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N15 Microscopic colitis in two DGH, is there a clear pathway to diagnosis or treatment

P. Avery*1, R. Campbell2

1Dorset County Hospital Foundation Trust, Gastroenterology, Dorchester, UK, 2Stepping Hill Hospital, Gastroenterology, Stockport, UK

Background

Microscopic Colitis(MC) is an inflammatory bowel disease(IBD) usually characterised by non-bloody diarrhoea and a normal or near normal macroscopic colonoscopy; biopsies are required for diagnosis [2]. Calprotectin is unhelpful as often falls below the range that flags a referral, confusion with IBS is common. MC has distinct sub conditions Lymphocytic(LC) and Collagenous colitis(CC) MC is not a new disease; An epidemiological study in Sweden between 1993 and 1998, suggested the incidence was similar to Crohn’s disease in the subsets and combined comparative to ulcerative colitis [1].In Nottingham in 2017 the numbers reflected an increase in diagnosis rates over time [3].

Methods

At two District General Hospital’s one in the south of England(SDGH) serving a population of 330,000 and one in the north west(NWDGH) with a population of 380,000. Figures were looked at for diagnosis of MC year to date these are approximate as there was coding variance in both trusts.

TrustTotal Number MCLC%CC%Male%Female%
SDGH4761.738.34.2595.75
NWDGH7668322.6397.37

Numbers by trust.

Results

Mean time from symptom onset was variable in both trusts, time from diagnosis to first treatment varied depending on the referral pathway. NWDGH reports the 2 week wait path led to a speedy diagnosis, the Nurse led referral pathway in gastro was 10 weeks and Gastroenterology longer. At the SDGH the 2 week pathway was responsible for the biggest number of diagnosis, meaning 18 patients received a diagnosis in approx. 4 weeks there is no direct to nurse referral pathway and the routine gastroenterology wait is 18 weeks. Only 4 patients at the SDGH made it on the IBD service. Most patients lack support there was wide variation in the advice given depending on follow-up. Sixteen were discharged to GP care with a letter of advice and 18 were seen in gastro clinics, the advice on treatment varied from Budesonide to Loperamide or worse nothing at all.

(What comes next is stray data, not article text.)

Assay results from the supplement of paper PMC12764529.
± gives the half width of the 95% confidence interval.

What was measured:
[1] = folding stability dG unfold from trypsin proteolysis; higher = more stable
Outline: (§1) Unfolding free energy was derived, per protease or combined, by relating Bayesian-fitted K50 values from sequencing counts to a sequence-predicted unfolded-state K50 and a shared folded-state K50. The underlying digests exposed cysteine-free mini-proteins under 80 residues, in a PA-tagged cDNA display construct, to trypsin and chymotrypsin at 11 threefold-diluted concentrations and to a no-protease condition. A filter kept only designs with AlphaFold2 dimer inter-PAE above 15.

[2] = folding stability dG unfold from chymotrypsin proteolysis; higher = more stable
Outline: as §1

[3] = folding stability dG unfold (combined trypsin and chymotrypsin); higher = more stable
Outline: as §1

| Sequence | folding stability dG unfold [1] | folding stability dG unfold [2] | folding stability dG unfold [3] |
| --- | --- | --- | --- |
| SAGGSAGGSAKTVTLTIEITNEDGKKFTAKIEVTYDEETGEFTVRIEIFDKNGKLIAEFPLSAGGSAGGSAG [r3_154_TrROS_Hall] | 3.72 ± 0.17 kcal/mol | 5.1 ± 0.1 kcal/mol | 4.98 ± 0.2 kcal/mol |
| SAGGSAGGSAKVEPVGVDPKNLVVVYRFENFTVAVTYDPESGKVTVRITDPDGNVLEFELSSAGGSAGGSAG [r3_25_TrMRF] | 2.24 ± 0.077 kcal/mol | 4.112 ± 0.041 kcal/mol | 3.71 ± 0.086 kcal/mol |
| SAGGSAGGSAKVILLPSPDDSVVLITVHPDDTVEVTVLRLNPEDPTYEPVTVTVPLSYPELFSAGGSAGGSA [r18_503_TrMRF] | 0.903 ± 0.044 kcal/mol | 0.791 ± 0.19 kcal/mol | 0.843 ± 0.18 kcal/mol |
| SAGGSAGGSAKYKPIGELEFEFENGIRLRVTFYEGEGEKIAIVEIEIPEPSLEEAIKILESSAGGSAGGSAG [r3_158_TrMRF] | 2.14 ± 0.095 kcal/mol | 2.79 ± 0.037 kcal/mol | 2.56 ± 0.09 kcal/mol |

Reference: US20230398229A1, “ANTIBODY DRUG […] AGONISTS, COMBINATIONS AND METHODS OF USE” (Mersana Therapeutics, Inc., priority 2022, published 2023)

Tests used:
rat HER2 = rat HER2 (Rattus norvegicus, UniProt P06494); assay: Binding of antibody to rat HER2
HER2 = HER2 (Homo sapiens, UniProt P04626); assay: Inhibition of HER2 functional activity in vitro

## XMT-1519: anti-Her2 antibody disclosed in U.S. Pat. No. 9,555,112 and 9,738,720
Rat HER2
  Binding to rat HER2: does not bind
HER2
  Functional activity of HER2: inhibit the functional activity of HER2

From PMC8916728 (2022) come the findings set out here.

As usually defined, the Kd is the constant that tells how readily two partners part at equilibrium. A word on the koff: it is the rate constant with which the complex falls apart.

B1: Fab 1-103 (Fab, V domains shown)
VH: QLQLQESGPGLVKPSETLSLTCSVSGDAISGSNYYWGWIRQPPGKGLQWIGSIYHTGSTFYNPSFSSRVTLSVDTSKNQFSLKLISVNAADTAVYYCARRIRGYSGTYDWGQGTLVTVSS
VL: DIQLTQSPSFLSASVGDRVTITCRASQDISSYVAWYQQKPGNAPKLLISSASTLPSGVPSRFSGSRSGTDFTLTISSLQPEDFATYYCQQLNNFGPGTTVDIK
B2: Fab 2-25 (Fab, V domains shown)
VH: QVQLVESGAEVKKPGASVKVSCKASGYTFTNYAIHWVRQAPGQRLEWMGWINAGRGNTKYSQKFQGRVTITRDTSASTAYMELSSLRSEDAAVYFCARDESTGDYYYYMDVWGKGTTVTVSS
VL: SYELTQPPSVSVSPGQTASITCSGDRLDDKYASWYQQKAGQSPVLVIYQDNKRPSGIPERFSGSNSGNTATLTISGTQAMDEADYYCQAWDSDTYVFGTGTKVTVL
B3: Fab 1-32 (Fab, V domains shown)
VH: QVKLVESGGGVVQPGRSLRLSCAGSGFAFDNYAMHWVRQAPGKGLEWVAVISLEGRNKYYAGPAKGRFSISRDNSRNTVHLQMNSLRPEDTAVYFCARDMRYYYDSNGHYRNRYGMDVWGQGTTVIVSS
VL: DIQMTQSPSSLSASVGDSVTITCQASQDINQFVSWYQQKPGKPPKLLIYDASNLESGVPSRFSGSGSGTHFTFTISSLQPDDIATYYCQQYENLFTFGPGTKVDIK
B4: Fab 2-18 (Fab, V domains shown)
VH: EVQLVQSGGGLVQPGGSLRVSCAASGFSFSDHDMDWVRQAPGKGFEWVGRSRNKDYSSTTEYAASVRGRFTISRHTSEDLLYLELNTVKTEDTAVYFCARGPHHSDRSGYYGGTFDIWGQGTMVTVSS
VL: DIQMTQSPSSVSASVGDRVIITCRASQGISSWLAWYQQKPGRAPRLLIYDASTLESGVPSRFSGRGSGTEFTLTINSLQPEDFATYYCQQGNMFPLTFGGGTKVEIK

Conclusion

This DGH experience in the North and South of England informs that diagnosis remains troublesome, pathways and treatment is variable. The exact numbers for prevalence and incidence remain insidious due to this and the need for histological diagnosis. It could be suggested that extended waits for diagnosis leads to a burden to the individual in terms of Quality of life (QOL) and the health and social economy; this is difficult to Quantify. Addressing coding issues may help to understand the impact of MC. IBD Nurses could bridge the support gap but service review would be needed This retrospective audit was limited skimming the surface of deeper issues.

References

1. Münch A, Aust D, Bohr J, et al. Microscopic colitis: current status, present and future challenges. Statements of the European Microscopic Colitis Group, European Crohn's and Colitis Organisation (ECCO). J Crohn's Colitis 2012;6:932–45.

2. Olesen, M, Eriksson S, Bohr J, et al. Microscopic colitis: a common diarrhoeal disease. An epidemiological study in Örebro, Sweden, 1993–1998. Gut 2004;53:346–50.

3. Lewis NR, Archer T, Kaye P. PWE-061 epidemiology of microscopic colitis in nottingham: a contemporary cohort study. Gut 2017;66: A156.